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Terraces: Iowa Job Sheet

What is terracing?

Terraces are earthen structures that intercept runoff on moderate to steep slopes. They transform long slopes into a series of shorter slopes. Terraces reduce the rate of runoff and allow soil particles to settle out. The resulting cleaner water is then carried off the field in a non-erosive manner.


How it helps the land

Terraces are used to reduce sheet and rill erosion and prevent gully development. They are most effective when used in combination with other practices such as conservation tillage, crop rotations, and field borders.

Terracing reduces sediment pollution of lakes and streams. Grassed frontslopes and back-slopes of some terraces provide cover for wildlife.

Where the practice applies

Terraces can be used on fields where sheet and rill erosion or ephemeral gullies are a problem. They can also be used where runoff or sediment could impair water quality or cause damage downstream.

Where to get help

For assistance in planning, laying out, and designing a terrace system on your farm, contact your local Natural Resources Conservation Service office. Ask NRCS for a short video segment, "How to maintain terraces." It's part of a video series called "Conservation On Your Own" and will show you how to maintain your terraces.

Requirements of terracing

Several important factors must be considered when planning and designing a terrace system:

  • There are two types of terraces. Storage terraces collect water and store it until it can infiltrate into the ground or be released through a stable outlet. Underground outlets with pipe intakes are the most common type of outlet. Deep soils with high infiltration rates can sometimes be used as outlets. Gradient terraces are designed as a channel to slow runoff water and carry it to a stable outlet like a grassed waterway.
  • Terraces must generally fit the contour of the land. Deviations from the contour must be limited and are allowed only when necessary to obtain good alignment. Always check with the NRCS office before allowing any deviation from the design.
  • Terraces are designed to control runoff from a 10 year frequency, 24 hour storm. For storage terraces, that capacity is increased to also hold the estimated volume of 10 years' sediment accumulation.
  • Terraces are spaced to control sheet and rill erosion and stop ephemeral gullying. Terrace spacing is determined by several factors including soil type, slope, and the use of other conservation practices such as conservation tillage.
  • There are 3 typical terrace cross section shapes. Following is a brief overview of each.
    • Grassed backslope terraces have a farmable frontslope with a 2:1 backslope (2 feet horizontal to every 1 foot of vertical drop).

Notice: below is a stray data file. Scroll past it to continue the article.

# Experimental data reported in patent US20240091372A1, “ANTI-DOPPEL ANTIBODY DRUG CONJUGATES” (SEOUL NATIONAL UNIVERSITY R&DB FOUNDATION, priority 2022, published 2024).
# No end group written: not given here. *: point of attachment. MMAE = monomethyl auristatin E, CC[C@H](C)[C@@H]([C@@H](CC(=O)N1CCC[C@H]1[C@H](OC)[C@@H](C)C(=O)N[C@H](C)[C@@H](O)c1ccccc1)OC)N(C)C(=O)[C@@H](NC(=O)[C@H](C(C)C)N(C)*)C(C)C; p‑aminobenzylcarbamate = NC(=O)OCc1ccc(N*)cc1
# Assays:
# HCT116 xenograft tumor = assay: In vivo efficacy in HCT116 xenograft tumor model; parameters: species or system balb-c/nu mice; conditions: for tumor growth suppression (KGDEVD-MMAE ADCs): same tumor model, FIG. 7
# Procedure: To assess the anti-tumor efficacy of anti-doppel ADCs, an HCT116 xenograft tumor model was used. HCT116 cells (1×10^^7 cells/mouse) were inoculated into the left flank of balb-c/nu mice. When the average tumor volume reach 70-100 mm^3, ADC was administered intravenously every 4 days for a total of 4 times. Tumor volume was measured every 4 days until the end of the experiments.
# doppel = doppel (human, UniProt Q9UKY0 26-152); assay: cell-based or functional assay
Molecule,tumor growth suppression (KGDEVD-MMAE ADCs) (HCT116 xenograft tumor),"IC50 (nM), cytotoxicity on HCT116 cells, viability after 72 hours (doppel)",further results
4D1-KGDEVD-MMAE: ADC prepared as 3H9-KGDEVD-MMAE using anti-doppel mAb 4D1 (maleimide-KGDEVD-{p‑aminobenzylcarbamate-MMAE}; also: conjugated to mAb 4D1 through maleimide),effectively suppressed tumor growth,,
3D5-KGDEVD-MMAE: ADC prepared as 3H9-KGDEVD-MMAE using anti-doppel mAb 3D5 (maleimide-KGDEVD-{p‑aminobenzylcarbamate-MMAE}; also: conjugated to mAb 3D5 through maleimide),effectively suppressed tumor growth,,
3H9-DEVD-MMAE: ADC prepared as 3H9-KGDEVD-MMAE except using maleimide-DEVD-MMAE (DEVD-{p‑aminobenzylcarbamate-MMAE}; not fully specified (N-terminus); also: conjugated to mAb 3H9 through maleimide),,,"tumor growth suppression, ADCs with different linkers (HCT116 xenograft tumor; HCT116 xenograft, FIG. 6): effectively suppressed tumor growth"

• Narrow base terraces have 2:1 slopes on both the frontslope and backslope.
    • Broadbase terraces are flatter looking terraces that are farmed on both slopes. They should not be built on land slopes greater than 8 percent. Farmable slopes should not be steeper than 5:1.

Applying the practice

This practice is considered to be installed when construction is completed and seeding is established.

After terraces are built, chisel the portion of the terrace that will be farmed to loosen compacted soil. The backslopes of grassed backslope terraces and the front and backslopes of narrow base terraces should be fertilized and seeded according to the recommendations below. Oats may be seeded as a nurse crop at the rate of one bushel per acre during the spring.

Other considerations

  • Where terraces are parallel, there are very few problems with planting. If terraces are not parallel, short rows should be kept between terraces rather than turning on terraces. A short row correction area could be left in grass rather than turning on crops.
  • If terraces are not the same length, plant from the longer terrace to the shorter one.
  • Do not farm the backslope of grassed backslope terraces or the front or backslopes of narrow base terraces. Also be careful not to crowd these grassed areas with farming operations.
  • Avoid farming too close to intakes. Farming operations can cause ridges that block drainage of the terrace channel.

Maintaining the practice

  • Remove sediment build-up in the terrace channel to maintain the required water holding capacity.
  • Repair sections of the terrace which have eroded or have excessive settlement.
  • Fill any settled or eroded areas in the tile trench.
  • Repair or replace damaged tile intakes.
  • Remove sediment build-up and trash from around the intake.
  • Control rodents or burrowing animals.
  • Control weeds, brush, and trees by spraying or mowing.
  • Don't operate farm equipment on steep frontslopes and/or backslopes.
  • Reseed and fertilize as needed to maintain good vegetation.
  • Where grassed waterways are used as terrace outlets, they must be maintained to prevent gully erosion.